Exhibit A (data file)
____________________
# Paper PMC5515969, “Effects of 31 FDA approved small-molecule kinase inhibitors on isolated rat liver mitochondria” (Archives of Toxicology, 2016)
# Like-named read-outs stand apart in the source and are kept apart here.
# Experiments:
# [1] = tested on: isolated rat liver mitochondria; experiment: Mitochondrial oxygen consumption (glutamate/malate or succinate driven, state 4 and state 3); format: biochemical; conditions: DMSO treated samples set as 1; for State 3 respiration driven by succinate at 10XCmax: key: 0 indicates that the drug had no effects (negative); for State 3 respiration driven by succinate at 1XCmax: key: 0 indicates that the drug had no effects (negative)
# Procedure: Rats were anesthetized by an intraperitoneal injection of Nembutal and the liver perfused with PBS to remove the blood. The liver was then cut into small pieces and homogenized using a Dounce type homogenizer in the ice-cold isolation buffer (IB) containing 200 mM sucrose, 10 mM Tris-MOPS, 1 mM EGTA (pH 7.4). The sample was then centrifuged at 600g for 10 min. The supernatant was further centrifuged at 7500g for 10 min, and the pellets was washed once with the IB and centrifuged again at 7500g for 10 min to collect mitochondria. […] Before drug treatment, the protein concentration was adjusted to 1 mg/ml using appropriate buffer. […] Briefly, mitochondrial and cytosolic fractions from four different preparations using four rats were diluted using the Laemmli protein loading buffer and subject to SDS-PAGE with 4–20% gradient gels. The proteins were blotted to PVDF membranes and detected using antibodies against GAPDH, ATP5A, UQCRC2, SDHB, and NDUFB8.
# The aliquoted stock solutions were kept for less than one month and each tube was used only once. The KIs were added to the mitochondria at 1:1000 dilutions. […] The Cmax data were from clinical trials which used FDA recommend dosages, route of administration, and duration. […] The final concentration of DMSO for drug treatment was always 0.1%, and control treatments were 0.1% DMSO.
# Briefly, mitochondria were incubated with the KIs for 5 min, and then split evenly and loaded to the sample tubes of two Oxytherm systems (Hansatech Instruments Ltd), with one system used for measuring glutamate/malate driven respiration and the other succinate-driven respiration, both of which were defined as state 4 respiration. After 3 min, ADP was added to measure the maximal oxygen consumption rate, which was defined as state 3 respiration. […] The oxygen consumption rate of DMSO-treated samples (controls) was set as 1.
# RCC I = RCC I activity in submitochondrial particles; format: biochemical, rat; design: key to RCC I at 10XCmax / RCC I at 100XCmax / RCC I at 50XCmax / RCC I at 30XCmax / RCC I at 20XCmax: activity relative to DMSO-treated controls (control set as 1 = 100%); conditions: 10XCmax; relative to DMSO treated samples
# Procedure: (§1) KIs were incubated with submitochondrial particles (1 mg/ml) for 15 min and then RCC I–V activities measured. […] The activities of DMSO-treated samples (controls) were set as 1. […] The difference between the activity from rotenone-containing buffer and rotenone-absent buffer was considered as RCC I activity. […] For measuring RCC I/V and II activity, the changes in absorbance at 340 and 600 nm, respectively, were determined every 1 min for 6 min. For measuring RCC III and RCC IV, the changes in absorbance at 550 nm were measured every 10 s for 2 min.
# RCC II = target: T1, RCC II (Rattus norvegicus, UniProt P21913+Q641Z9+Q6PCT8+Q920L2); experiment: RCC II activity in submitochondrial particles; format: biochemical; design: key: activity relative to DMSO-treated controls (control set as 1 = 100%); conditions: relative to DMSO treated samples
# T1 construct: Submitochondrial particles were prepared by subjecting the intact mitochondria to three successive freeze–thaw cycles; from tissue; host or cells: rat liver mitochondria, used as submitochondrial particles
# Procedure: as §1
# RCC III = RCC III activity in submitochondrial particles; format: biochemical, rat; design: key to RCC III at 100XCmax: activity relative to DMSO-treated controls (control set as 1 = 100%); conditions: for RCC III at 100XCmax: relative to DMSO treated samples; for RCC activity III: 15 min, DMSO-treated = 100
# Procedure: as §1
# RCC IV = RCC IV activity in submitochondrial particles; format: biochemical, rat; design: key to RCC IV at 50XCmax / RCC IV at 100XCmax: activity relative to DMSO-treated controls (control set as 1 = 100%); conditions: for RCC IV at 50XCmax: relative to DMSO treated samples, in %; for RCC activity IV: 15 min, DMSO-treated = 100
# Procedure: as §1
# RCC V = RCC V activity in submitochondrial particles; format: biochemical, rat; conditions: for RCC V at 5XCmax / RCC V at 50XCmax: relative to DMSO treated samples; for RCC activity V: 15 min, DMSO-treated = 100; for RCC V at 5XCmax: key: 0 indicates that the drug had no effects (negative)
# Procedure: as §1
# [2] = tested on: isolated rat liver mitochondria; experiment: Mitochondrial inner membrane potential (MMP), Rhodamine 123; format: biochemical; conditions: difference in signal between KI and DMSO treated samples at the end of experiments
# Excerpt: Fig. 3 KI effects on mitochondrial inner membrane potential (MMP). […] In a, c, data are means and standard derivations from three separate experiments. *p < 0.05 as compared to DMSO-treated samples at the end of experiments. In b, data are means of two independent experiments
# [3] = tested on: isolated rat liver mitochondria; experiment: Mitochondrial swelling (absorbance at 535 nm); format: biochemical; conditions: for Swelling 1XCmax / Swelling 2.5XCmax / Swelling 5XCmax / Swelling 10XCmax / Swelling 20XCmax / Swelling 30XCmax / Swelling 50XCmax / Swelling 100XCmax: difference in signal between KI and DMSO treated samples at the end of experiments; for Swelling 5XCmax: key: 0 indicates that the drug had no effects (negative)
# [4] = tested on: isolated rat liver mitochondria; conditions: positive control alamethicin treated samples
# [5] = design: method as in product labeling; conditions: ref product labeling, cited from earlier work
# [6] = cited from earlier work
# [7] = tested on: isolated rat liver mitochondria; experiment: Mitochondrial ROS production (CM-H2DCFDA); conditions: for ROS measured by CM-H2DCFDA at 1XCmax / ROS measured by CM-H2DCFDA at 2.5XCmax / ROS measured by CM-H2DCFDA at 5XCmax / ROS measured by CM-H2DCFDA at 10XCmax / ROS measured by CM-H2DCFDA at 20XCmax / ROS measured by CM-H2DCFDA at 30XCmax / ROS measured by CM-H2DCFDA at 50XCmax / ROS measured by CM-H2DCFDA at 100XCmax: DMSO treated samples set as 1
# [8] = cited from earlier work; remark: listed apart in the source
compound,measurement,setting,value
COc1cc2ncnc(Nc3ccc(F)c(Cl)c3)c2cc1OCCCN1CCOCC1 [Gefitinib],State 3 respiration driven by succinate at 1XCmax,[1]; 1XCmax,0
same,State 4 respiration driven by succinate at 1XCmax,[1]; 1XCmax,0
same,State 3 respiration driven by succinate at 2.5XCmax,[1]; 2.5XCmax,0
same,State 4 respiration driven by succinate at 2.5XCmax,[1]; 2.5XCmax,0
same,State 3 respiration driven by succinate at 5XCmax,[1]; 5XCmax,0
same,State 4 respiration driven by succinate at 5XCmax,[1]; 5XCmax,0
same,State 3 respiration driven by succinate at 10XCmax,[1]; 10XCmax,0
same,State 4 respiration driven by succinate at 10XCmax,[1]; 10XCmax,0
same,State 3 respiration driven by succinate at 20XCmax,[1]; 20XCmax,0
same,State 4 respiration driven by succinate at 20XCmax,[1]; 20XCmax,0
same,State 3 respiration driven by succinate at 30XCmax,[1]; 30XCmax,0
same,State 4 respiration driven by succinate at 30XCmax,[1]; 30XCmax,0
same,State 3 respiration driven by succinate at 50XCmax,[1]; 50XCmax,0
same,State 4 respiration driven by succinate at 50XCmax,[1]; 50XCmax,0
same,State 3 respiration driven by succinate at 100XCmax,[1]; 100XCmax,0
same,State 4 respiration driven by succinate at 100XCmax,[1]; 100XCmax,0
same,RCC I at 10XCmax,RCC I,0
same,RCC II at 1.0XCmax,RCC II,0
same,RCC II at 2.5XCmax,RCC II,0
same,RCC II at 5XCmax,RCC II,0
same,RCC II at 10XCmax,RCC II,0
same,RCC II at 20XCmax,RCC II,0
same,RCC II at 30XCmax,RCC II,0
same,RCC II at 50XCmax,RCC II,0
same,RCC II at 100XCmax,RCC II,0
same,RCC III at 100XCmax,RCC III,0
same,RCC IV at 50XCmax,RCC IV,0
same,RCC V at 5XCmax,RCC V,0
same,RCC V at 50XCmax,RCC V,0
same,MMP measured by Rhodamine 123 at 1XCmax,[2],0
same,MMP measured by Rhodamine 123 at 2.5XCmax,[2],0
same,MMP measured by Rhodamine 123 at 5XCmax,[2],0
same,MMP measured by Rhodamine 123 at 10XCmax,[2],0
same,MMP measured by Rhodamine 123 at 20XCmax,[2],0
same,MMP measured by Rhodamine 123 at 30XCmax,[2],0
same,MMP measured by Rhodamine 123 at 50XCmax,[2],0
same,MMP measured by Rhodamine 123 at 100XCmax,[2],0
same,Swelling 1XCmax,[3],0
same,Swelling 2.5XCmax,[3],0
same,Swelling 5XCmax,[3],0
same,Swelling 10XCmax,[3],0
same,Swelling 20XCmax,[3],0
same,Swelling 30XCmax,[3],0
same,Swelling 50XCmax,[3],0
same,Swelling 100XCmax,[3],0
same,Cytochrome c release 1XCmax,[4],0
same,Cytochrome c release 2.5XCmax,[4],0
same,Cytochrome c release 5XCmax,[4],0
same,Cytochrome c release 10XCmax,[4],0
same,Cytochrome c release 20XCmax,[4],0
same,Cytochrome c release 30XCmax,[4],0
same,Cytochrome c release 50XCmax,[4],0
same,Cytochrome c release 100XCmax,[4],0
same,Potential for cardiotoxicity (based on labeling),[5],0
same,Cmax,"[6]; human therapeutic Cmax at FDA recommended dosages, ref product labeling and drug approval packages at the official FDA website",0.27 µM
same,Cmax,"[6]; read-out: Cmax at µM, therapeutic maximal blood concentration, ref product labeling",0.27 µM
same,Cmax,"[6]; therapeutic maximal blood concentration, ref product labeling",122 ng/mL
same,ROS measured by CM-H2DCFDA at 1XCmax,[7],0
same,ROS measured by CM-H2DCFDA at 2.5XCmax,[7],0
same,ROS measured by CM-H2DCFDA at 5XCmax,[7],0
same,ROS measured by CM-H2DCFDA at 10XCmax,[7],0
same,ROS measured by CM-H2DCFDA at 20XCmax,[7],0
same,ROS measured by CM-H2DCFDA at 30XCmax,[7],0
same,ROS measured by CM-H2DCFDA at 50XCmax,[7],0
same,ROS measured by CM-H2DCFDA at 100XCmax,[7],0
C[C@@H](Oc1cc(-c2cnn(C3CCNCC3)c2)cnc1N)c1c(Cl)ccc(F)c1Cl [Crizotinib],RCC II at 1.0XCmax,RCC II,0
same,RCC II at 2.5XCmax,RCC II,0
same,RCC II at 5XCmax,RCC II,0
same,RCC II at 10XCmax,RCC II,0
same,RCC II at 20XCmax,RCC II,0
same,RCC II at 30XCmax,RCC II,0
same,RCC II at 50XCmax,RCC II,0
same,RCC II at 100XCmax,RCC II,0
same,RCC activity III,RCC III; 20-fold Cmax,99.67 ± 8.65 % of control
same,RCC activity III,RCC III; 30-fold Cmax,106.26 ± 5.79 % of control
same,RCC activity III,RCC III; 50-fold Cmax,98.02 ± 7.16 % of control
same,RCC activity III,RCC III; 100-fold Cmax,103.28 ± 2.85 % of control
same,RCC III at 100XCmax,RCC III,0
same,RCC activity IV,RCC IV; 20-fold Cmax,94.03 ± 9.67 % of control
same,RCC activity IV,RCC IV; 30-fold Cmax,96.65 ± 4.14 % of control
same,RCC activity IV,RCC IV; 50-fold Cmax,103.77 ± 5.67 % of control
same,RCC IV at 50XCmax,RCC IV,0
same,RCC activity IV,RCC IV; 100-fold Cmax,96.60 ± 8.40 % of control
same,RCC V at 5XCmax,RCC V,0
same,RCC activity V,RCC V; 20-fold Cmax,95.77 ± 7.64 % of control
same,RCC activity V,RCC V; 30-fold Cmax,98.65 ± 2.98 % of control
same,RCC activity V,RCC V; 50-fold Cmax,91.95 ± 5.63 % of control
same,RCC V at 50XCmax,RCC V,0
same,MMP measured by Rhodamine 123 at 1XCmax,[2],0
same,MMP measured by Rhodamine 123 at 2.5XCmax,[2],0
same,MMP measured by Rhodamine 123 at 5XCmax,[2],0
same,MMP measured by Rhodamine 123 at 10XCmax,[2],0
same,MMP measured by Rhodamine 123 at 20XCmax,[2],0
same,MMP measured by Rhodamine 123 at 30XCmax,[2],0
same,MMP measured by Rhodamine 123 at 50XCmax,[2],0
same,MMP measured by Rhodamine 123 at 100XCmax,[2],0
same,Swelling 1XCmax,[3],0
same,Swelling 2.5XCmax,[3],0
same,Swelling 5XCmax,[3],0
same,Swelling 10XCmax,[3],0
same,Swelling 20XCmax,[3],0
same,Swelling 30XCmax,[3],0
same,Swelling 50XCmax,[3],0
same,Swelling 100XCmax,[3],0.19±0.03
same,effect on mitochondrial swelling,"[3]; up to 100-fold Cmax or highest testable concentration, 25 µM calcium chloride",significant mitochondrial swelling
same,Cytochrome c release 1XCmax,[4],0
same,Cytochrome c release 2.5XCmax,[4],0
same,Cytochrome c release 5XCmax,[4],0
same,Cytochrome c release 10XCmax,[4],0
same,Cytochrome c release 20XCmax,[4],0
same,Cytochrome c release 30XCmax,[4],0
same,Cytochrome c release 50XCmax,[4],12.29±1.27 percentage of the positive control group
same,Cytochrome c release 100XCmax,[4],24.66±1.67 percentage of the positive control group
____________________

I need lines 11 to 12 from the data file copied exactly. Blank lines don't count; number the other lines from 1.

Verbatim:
# T1 construct: Submitochondrial particles were prepared by subjecting the intact mitochondria to three successive freeze–thaw cycles; from tissue; host or cells: rat liver mitochondria, used as submitochondrial particles
# Procedure: as §1